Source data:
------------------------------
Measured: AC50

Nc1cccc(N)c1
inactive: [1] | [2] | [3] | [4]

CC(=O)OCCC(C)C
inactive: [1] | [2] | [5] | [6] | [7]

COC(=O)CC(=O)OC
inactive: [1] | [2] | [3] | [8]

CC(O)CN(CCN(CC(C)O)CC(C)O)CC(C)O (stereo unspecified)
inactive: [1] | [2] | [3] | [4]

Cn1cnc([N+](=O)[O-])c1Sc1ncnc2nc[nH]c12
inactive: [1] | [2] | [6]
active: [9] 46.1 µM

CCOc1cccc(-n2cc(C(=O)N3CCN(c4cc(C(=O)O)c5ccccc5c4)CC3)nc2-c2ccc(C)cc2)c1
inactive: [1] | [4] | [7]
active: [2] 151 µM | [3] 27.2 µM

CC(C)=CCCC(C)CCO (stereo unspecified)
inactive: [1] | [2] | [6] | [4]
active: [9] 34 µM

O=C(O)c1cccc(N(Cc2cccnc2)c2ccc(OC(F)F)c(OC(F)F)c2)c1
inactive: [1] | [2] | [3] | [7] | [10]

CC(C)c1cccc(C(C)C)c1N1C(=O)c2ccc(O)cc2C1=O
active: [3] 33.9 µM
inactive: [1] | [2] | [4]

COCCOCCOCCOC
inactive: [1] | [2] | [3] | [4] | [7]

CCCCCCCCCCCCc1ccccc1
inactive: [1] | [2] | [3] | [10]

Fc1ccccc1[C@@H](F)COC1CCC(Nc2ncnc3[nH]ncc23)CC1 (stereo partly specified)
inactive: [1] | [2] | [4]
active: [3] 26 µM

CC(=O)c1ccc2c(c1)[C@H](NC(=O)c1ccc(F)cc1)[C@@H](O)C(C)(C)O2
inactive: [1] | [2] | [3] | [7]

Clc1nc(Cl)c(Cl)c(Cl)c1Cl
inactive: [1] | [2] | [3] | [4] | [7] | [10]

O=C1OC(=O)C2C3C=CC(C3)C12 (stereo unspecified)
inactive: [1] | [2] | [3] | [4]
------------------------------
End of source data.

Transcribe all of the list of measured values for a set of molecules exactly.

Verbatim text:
Measured: AC50

Nc1cccc(N)c1
inactive: [1] | [2] | [3] | [4]

CC(=O)OCCC(C)C
inactive: [1] | [2] | [5] | [6] | [7]

COC(=O)CC(=O)OC
inactive: [1] | [2] | [3] | [8]

CC(O)CN(CCN(CC(C)O)CC(C)O)CC(C)O (stereo unspecified)
inactive: [1] | [2] | [3] | [4]

Cn1cnc([N+](=O)[O-])c1Sc1ncnc2nc[nH]c12
inactive: [1] | [2] | [6]
active: [9] 46.1 µM

CCOc1cccc(-n2cc(C(=O)N3CCN(c4cc(C(=O)O)c5ccccc5c4)CC3)nc2-c2ccc(C)cc2)c1
inactive: [1] | [4] | [7]
active: [2] 151 µM | [3] 27.2 µM

CC(C)=CCCC(C)CCO (stereo unspecified)
inactive: [1] | [2] | [6] | [4]
active: [9] 34 µM

O=C(O)c1cccc(N(Cc2cccnc2)c2ccc(OC(F)F)c(OC(F)F)c2)c1
inactive: [1] | [2] | [3] | [7] | [10]

CC(C)c1cccc(C(C)C)c1N1C(=O)c2ccc(O)cc2C1=O
active: [3] 33.9 µM
inactive: [1] | [2] | [4]

COCCOCCOCCOC
inactive: [1] | [2] | [3] | [4] | [7]

CCCCCCCCCCCCc1ccccc1
inactive: [1] | [2] | [3] | [10]

Fc1ccccc1[C@@H](F)COC1CCC(Nc2ncnc3[nH]ncc23)CC1 (stereo partly specified)
inactive: [1] | [2] | [4]
active: [3] 26 µM

CC(=O)c1ccc2c(c1)[C@H](NC(=O)c1ccc(F)cc1)[C@@H](O)C(C)(C)O2
inactive: [1] | [2] | [3] | [7]

Clc1nc(Cl)c(Cl)c(Cl)c1Cl
inactive: [1] | [2] | [3] | [4] | [7] | [10]

O=C1OC(=O)C2C3C=CC(C3)C12 (stereo unspecified)
inactive: [1] | [2] | [3] | [4]